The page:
Universal health care-Health care reforms in India

Posted by Hannah Punitha on Sat, Jan 30, 2010  
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Universal health care is health care coverage for all eligible residents of a political region and often covers medical, dental and mental health care. Typically, costs are borne in the majority by publicly-funded programs.

Universal health care systems vary according to the extent of government involvement in providing care and/or health insurance. In some countries, such as the UK, Spain, Italy and the Nordic countries, the government has a high degree of involvement in the commissioning or delivery of health care services and access is based on residence rights not on the purchase of insurance.

Others have a much more pluralistic delivery system based on obligatory health with contributory insurance rates related to salaries or income, and usually funded by employers and beneficiaries jointly. Sometimes the health funds are derived from a mixture of insurance premiums and government taxes.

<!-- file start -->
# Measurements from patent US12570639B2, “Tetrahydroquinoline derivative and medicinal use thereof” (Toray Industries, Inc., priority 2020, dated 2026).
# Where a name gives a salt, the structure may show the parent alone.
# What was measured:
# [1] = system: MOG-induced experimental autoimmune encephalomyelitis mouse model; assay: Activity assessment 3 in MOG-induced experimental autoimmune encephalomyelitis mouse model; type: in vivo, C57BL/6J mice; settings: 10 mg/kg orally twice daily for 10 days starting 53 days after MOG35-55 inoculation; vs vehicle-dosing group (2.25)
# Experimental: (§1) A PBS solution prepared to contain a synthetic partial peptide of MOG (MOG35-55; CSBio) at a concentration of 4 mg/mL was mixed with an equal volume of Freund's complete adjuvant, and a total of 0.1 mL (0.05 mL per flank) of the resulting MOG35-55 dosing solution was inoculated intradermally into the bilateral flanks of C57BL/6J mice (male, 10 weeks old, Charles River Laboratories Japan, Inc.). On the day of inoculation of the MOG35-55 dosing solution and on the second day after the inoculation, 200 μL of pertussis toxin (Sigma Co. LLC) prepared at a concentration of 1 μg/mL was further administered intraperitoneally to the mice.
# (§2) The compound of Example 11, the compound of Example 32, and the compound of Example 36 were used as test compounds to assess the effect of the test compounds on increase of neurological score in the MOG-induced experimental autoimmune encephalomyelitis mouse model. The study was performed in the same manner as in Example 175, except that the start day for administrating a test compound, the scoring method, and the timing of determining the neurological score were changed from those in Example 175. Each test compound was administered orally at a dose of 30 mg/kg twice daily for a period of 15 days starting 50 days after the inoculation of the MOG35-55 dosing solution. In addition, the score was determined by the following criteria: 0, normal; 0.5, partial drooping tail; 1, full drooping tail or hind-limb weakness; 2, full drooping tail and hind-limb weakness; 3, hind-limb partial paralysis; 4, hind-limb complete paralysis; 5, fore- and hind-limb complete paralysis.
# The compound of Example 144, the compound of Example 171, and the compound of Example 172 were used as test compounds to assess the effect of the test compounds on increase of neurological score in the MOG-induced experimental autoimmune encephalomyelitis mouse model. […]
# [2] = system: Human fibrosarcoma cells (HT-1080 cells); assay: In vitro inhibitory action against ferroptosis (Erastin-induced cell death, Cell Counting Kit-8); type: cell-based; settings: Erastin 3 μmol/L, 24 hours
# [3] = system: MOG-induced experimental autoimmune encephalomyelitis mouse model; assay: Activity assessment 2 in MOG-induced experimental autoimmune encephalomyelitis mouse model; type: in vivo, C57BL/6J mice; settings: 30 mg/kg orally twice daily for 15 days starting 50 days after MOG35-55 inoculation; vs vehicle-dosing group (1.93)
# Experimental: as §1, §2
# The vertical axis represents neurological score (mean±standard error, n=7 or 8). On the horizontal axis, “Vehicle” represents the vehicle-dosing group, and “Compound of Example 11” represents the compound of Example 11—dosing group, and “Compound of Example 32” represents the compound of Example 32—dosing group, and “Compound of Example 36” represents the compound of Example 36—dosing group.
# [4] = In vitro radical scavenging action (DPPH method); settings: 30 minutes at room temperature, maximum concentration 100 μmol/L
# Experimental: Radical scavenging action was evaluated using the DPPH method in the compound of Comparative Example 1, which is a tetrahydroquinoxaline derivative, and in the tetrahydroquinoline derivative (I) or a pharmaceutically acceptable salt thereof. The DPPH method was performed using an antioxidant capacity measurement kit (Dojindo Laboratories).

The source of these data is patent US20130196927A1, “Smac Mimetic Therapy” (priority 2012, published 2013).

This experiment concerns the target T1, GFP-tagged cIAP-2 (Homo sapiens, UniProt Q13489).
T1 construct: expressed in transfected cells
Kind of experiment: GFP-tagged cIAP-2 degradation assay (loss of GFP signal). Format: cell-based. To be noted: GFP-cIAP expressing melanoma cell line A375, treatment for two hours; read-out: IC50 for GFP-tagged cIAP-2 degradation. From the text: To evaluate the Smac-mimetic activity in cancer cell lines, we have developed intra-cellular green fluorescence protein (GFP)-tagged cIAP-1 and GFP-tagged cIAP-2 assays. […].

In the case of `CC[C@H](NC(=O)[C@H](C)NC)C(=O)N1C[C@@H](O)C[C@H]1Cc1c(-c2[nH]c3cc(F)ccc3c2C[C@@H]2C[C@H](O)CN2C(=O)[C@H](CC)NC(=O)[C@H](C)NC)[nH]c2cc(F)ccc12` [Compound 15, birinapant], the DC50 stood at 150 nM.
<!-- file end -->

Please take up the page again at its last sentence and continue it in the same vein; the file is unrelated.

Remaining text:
These insurance based systems tend to have a higher proportion of private medical providers obtaining reimbursement, often at heavily regulated rates, through mutual or publicly owned medical insurers. A few countries such as the Netherlands and Switzerland operate via privately owned but heavily regulated private insurers. Americans use the term single-payer health care to describe the pooling of health care funds into a single not-for-profit fund for a region or nation.

Universal health care is implemented in all industrialized countries, with the exception of the United States.It is also provided in many developing countries like India.

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